Drama and Passion in Music. The Authors Collection.
July 24, 2014
YESTERDAY, I WAS ABOUT FIFTEEN MINUTES from home when I turned on Sirius radio and was fortunate to hear the opening bars of Ravel’s Bolero. I immediately slowed down, not wanting to arrive before the dramatic finish of the piece.
Maurice Ravel wrote the piece at the request of the Russian actress and dancer Ida Rubinstein. It premiered at the Paris Opera in November 1928—as a musical selection, with no dance—and, to Ravel’s surprise, was an immediate success. It was reported that he said, “I had written a piece lasting seventeen minutes and consisting wholly of ‘orchestral tissue without music’ — of one very long, gradual crescendo. There are no contrasts, and practically no invention except the plan and the manner of execution.”
But in spite of the composer’s downplay of the piece, it became his most famous work. When Conductor Arturo Toscanini conducted the US premier in 1929, it received shouts and cheers from the audience and a standing ovation.
There are some who say it is too repetitious, monotonous, and uninspired. They are missing the true genius of the Bolero. Ravel created two memorable themes, and then used them to create interest and tension. Yes, the main theme is repeated eighteen times, but with many different instruments picking up this theme with diverse orchestration. At one point, the first theme is played in one key while the second theme is being played in a different key. The piece starts out softly pianissimo and rises in a continuous crescendo to fortissimo possible (very loud). Ravel embellished the themes, altered the presentation, added drama, so that the Bolero leads the listener – propels the listener – to the powerful and dramatic conclusion.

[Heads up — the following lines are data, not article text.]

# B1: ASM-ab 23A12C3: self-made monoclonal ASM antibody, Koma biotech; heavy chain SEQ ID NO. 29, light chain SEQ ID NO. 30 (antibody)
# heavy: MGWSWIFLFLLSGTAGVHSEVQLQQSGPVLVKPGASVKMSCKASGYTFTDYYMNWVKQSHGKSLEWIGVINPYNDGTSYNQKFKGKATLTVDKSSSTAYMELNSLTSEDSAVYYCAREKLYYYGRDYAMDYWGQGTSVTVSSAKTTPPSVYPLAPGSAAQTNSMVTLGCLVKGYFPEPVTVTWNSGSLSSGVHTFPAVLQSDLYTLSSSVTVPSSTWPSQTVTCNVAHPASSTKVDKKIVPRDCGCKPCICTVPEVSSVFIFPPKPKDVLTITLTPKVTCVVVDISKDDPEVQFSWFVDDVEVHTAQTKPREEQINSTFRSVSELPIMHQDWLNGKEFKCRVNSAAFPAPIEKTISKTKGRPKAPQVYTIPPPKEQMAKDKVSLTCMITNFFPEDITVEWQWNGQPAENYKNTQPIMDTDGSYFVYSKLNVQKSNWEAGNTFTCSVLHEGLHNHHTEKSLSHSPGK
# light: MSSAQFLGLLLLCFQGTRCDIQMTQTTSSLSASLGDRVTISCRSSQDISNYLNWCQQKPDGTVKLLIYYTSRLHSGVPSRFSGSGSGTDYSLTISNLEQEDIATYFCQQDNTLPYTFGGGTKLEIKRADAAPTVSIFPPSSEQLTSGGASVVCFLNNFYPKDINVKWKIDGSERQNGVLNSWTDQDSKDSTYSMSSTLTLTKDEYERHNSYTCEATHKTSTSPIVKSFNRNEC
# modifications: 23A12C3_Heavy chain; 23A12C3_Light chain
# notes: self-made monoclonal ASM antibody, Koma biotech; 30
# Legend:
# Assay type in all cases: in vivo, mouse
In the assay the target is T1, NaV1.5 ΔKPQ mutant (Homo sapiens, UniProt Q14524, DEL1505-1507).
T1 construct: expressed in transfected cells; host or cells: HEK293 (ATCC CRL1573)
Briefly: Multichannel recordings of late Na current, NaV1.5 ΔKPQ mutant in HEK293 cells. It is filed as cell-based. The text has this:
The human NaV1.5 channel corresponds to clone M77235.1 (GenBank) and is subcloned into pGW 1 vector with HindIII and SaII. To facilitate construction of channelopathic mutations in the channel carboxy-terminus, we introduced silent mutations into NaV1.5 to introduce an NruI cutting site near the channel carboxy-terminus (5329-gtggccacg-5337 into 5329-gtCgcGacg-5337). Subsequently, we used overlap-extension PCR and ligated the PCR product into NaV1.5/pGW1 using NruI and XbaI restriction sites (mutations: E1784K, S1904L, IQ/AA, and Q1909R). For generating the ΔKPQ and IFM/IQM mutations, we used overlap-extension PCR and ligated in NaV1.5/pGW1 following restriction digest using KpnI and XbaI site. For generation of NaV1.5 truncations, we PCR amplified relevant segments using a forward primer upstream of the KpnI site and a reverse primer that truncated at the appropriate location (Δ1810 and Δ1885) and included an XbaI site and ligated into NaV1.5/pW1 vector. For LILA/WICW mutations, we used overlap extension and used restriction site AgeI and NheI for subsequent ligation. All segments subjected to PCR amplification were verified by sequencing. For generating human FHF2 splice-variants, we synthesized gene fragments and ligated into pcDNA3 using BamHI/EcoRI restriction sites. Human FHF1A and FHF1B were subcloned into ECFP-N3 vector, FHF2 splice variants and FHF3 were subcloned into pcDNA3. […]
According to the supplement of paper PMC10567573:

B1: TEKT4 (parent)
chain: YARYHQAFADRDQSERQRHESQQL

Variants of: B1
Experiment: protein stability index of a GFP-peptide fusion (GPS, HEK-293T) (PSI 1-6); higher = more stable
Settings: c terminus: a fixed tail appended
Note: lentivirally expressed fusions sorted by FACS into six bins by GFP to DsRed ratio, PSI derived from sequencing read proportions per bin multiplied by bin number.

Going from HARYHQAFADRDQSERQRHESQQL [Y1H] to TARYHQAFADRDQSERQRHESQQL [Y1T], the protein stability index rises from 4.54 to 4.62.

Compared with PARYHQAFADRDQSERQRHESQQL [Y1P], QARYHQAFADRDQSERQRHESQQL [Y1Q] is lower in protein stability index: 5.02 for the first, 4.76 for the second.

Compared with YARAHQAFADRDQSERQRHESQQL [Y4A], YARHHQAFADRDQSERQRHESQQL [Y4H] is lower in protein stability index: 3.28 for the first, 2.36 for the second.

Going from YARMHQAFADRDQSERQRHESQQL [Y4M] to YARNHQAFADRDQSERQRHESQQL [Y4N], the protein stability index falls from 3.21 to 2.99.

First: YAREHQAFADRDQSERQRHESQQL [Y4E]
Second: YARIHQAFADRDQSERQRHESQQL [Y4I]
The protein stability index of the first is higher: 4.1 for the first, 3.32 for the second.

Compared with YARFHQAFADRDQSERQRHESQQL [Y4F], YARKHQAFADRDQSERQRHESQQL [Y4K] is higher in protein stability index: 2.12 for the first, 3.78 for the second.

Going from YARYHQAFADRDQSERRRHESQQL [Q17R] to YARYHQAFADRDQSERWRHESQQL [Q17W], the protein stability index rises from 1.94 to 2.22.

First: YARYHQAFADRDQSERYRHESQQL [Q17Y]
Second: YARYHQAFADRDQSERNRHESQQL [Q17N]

The result is a piece that is dramatic, sensual, powerful. Memorable. Exciting.
While it was originally written for a dancer, it is rarely preformed to accompany a dance. An exception to this is a group of young dancers in Puerto Vallarta, Mexico, the Xiutla Folkloric Dance Group. For its one thousandth performance, famous Spanish dancer Luis Montero was asked to choreograph a dance to The Bolero. He produced a dance that captures of drama and excitement of Ravel’s piece. The group has now preformed this dance many times and it never fails to bring the audience to its feet, cheering, clapping, and asking when the group will perform the dance again so they may attend.
I arrived home before the end of the piece, so I just sat in the car to hear the striking finish. I was not disappointed. That’s part of the power of music. You can hear a piece many times, but the repetition doesn’t diminish the pleasure, the excitement.
Ravel understood that.
Please click the book cover image to read more about James R. Callan and his novels.